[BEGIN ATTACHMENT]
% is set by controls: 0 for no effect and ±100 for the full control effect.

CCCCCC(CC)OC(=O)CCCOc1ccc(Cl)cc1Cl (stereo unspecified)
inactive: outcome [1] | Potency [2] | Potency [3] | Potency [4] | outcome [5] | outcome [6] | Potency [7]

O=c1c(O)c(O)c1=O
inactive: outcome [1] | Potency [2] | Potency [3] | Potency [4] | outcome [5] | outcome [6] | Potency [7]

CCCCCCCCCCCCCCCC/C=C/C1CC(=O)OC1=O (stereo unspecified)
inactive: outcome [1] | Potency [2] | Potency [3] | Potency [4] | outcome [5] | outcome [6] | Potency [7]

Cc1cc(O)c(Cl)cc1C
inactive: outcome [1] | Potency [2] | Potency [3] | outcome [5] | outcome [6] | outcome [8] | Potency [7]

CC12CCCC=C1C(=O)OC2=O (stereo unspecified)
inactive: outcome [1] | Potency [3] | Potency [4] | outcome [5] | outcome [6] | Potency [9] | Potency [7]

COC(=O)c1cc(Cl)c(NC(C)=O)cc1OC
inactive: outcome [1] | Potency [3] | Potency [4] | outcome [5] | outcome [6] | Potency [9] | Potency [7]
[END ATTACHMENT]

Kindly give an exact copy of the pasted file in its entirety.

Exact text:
% is set by controls: 0 for no effect and ±100 for the full control effect.

CCCCCC(CC)OC(=O)CCCOc1ccc(Cl)cc1Cl (stereo unspecified)
inactive: outcome [1] | Potency [2] | Potency [3] | Potency [4] | outcome [5] | outcome [6] | Potency [7]

O=c1c(O)c(O)c1=O
inactive: outcome [1] | Potency [2] | Potency [3] | Potency [4] | outcome [5] | outcome [6] | Potency [7]

CCCCCCCCCCCCCCCC/C=C/C1CC(=O)OC1=O (stereo unspecified)
inactive: outcome [1] | Potency [2] | Potency [3] | Potency [4] | outcome [5] | outcome [6] | Potency [7]

Cc1cc(O)c(Cl)cc1C
inactive: outcome [1] | Potency [2] | Potency [3] | outcome [5] | outcome [6] | outcome [8] | Potency [7]

CC12CCCC=C1C(=O)OC2=O (stereo unspecified)
inactive: outcome [1] | Potency [3] | Potency [4] | outcome [5] | outcome [6] | Potency [9] | Potency [7]

COC(=O)c1cc(Cl)c(NC(C)=O)cc1OC
inactive: outcome [1] | Potency [3] | Potency [4] | outcome [5] | outcome [6] | Potency [9] | Potency [7]